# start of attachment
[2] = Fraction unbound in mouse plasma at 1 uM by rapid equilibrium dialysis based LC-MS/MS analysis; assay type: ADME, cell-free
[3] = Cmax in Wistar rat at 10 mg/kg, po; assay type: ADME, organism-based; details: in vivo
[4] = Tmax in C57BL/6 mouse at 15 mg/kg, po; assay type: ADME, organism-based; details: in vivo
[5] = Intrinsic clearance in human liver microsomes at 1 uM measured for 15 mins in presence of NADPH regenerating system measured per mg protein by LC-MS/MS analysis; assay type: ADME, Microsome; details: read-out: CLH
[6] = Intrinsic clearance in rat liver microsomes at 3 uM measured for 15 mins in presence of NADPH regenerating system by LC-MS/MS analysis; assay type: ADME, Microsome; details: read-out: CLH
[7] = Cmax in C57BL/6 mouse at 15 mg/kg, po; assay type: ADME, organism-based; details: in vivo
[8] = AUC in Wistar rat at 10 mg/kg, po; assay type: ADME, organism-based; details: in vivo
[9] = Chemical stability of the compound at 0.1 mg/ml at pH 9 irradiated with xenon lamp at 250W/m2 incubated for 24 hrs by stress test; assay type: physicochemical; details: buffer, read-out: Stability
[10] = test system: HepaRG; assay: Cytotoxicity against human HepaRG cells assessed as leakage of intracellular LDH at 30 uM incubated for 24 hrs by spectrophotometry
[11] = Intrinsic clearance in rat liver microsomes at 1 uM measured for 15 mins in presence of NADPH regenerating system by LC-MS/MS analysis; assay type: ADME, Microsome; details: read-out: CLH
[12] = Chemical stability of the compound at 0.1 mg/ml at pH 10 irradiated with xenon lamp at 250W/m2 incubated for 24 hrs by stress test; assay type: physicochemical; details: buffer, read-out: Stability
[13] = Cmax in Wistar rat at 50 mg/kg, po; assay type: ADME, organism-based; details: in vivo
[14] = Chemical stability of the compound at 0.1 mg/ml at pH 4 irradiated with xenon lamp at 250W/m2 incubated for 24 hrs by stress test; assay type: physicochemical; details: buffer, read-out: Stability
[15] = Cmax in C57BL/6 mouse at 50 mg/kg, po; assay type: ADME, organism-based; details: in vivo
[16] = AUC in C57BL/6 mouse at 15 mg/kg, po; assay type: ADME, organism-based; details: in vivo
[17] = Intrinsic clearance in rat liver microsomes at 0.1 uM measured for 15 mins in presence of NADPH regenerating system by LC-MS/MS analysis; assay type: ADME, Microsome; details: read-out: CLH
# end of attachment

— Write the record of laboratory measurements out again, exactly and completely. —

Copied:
[2] = Fraction unbound in mouse plasma at 1 uM by rapid equilibrium dialysis based LC-MS/MS analysis; assay type: ADME, cell-free
[3] = Cmax in Wistar rat at 10 mg/kg, po; assay type: ADME, organism-based; details: in vivo
[4] = Tmax in C57BL/6 mouse at 15 mg/kg, po; assay type: ADME, organism-based; details: in vivo
[5] = Intrinsic clearance in human liver microsomes at 1 uM measured for 15 mins in presence of NADPH regenerating system measured per mg protein by LC-MS/MS analysis; assay type: ADME, Microsome; details: read-out: CLH
[6] = Intrinsic clearance in rat liver microsomes at 3 uM measured for 15 mins in presence of NADPH regenerating system by LC-MS/MS analysis; assay type: ADME, Microsome; details: read-out: CLH
[7] = Cmax in C57BL/6 mouse at 15 mg/kg, po; assay type: ADME, organism-based; details: in vivo
[8] = AUC in Wistar rat at 10 mg/kg, po; assay type: ADME, organism-based; details: in vivo
[9] = Chemical stability of the compound at 0.1 mg/ml at pH 9 irradiated with xenon lamp at 250W/m2 incubated for 24 hrs by stress test; assay type: physicochemical; details: buffer, read-out: Stability
[10] = test system: HepaRG; assay: Cytotoxicity against human HepaRG cells assessed as leakage of intracellular LDH at 30 uM incubated for 24 hrs by spectrophotometry
[11] = Intrinsic clearance in rat liver microsomes at 1 uM measured for 15 mins in presence of NADPH regenerating system by LC-MS/MS analysis; assay type: ADME, Microsome; details: read-out: CLH
[12] = Chemical stability of the compound at 0.1 mg/ml at pH 10 irradiated with xenon lamp at 250W/m2 incubated for 24 hrs by stress test; assay type: physicochemical; details: buffer, read-out: Stability
[13] = Cmax in Wistar rat at 50 mg/kg, po; assay type: ADME, organism-based; details: in vivo
[14] = Chemical stability of the compound at 0.1 mg/ml at pH 4 irradiated with xenon lamp at 250W/m2 incubated for 24 hrs by stress test; assay type: physicochemical; details: buffer, read-out: Stability
[15] = Cmax in C57BL/6 mouse at 50 mg/kg, po; assay type: ADME, organism-based; details: in vivo
[16] = AUC in C57BL/6 mouse at 15 mg/kg, po; assay type: ADME, organism-based; details: in vivo
[17] = Intrinsic clearance in rat liver microsomes at 0.1 uM measured for 15 mins in presence of NADPH regenerating system by LC-MS/MS analysis; assay type: ADME, Microsome; details: read-out: CLH